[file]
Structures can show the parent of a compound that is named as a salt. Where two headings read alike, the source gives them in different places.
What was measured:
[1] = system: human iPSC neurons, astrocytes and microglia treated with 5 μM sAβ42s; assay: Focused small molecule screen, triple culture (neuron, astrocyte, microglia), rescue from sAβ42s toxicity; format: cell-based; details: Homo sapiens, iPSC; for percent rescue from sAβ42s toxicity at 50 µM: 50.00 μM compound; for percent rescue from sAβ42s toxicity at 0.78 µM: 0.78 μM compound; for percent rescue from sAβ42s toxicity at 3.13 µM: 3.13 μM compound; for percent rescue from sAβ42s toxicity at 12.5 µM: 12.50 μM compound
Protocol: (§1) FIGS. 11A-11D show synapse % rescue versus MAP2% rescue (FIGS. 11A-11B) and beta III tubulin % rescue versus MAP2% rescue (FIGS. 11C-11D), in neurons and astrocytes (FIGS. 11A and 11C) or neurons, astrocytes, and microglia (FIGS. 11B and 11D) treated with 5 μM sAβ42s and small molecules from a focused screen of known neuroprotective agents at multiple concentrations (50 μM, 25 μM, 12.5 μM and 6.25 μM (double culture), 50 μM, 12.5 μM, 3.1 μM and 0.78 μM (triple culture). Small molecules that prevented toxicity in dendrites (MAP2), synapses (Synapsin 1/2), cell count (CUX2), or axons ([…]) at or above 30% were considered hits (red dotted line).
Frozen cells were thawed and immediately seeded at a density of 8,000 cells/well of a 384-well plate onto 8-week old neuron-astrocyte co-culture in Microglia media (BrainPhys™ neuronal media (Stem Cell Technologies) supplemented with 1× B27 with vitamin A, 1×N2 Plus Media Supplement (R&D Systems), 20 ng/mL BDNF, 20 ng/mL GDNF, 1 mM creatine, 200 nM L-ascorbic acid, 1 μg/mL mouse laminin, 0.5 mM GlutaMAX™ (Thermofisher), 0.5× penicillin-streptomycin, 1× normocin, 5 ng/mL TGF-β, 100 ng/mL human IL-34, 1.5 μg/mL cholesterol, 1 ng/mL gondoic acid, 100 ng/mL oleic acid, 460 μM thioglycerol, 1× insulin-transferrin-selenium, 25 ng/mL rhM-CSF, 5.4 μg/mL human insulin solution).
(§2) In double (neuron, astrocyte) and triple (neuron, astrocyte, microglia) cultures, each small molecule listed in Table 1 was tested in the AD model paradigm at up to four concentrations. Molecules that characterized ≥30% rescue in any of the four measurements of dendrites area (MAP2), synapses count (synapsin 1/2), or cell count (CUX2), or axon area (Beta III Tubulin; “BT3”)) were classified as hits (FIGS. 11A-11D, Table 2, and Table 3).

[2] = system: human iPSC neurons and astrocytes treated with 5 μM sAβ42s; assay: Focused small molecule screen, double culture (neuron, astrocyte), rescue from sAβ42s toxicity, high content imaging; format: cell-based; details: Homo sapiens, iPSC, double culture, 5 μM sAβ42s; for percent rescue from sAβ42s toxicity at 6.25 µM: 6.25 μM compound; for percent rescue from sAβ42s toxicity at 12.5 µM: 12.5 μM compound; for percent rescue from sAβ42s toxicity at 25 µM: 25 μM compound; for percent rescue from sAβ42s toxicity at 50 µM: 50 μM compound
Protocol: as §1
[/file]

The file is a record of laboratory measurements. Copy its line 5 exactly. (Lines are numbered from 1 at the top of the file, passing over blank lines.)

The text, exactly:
Frozen cells were thawed and immediately seeded at a density of 8,000 cells/well of a 384-well plate onto 8-week old neuron-astrocyte co-culture in Microglia media (BrainPhys™ neuronal media (Stem Cell Technologies) supplemented with 1× B27 with vitamin A, 1×N2 Plus Media Supplement (R&D Systems), 20 ng/mL BDNF, 20 ng/mL GDNF, 1 mM creatine, 200 nM L-ascorbic acid, 1 μg/mL mouse laminin, 0.5 mM GlutaMAX™ (Thermofisher), 0.5× penicillin-streptomycin, 1× normocin, 5 ng/mL TGF-β, 100 ng/mL human IL-34, 1.5 μg/mL cholesterol, 1 ng/mL gondoic acid, 100 ng/mL oleic acid, 460 μM thioglycerol, 1× insulin-transferrin-selenium, 25 ng/mL rhM-CSF, 5.4 μg/mL human insulin solution).